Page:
Richard Mosse’s Incoming (2014-17) is a large-scale video installation mapping the flow of refugees displaced by the Syrian Civil War, shown last spring at the National Gallery of Victoria’s Triennial in Melbourne, Australia. The National Gallery is one of the largest museums in the country and its inaugural Triennial seeks to survey the international world […]

TV Socialism / Broadcasting Modernity

The study of television is often viewed as a crucial window into a given society’s popular culture. Dominant codes of meaning contained within the programming, and the ways in which various cultural groups decode those meanings – even the very broadcast technology itself – can reveal much about a society’s values, politics, and cultural traditions. […]

20 Years of Ícaro spreading its wings: Ícaro International Film Festival

The global imaginary of Central America, encompassing Guatemala, Costa Rica, El Salvador, Honduras, Nicaragua and Panama,[1] often relates to the subcontinent’s turbulent history and strategic geopolitical positioning. From succumbing to European imperial forces in the 15th century to the end of the Cold War and its aftermath, the southernmost isthmus of North America that connects […]

We need to talk about Indian Panorama: A report from the International Film Festival of India 2017

The enduring image from the 48th edition of the International Film Festival of India (IFFI), held from 20 to 28 November 2017, is of the actor Kannan Nayar angry, and waiting impatiently, outside the Inox multiplex complex in Panjim, Goa. He could be seen agitatedly talking to a group of people, to the media, and […]

Mobile cinema as an archive in motion: A Wall is a Screen and urban memories

Hundreds of people following a person with a megaphone through deserted city centres at night. A political demonstration? A secret society? No, this is A Wall is a Screen (AWIAS),[1] a mobile outdoor cinema, cinematic city walk, and pop-up film festival all in one, which – as its name suggests – uses walls of buildings […]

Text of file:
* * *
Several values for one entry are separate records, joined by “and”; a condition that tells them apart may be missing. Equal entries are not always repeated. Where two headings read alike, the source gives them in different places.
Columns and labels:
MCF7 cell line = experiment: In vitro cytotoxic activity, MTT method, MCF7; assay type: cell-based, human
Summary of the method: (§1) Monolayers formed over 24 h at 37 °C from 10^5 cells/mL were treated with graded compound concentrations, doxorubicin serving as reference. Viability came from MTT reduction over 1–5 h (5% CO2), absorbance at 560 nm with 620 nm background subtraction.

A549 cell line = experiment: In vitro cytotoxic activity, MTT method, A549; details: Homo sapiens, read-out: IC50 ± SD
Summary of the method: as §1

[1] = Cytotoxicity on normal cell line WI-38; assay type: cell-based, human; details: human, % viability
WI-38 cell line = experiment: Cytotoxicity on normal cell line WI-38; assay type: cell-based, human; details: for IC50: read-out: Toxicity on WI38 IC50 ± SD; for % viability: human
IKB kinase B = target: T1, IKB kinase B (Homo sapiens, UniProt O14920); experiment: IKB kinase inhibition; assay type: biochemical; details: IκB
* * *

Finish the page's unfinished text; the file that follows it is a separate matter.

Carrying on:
We have never been (post)modern: Photography’s late encounters with film

The discussions on the relationship between photography and film have for a long time been centred on stillness and duration. The two oldest of the so-called new media seemed settled in binary oppositions, as it was either the photograph’s death portrait or the motion picture’s vital progression. Ice or fire, as Peter Wollen aptly proclaimed.[1] […]

Engaging new audiences with old and new experimental film: The E*Cinema Academy film series at EYE Filmmuseum

In 2012 EYE, the former Nederlands Filmmuseum, moved to its new building, gaining two additional theatres and an ex­­­­­hibition venue. This allowed increasing the frequency of exhibitions, their variety, and the flow of visitors, in line with the expectations of current cultural and fund polices. In a couple of years, EYE shifted from mainly a […]

Sergei Eisenstein: The Anthropology of Rhythm, a conversation with curators Marie Rebecchi and Elena Vogman

The exhibition Sergei Eisenstein: The Anthropology of Rhythm (Nomas Foundation, Rome, 20 September 2017 – 19 January 2018) explores the intersecting artistic, anthropological, and political dimensions of the unfinished film projects of Sergei Eisenstein: Que viva Mexico! (1931-1932), Bezhin Meadow (1935-1937), and Fergana Canal (1939). Curated by art and film historians Marie Rebecchi (Paris) and […]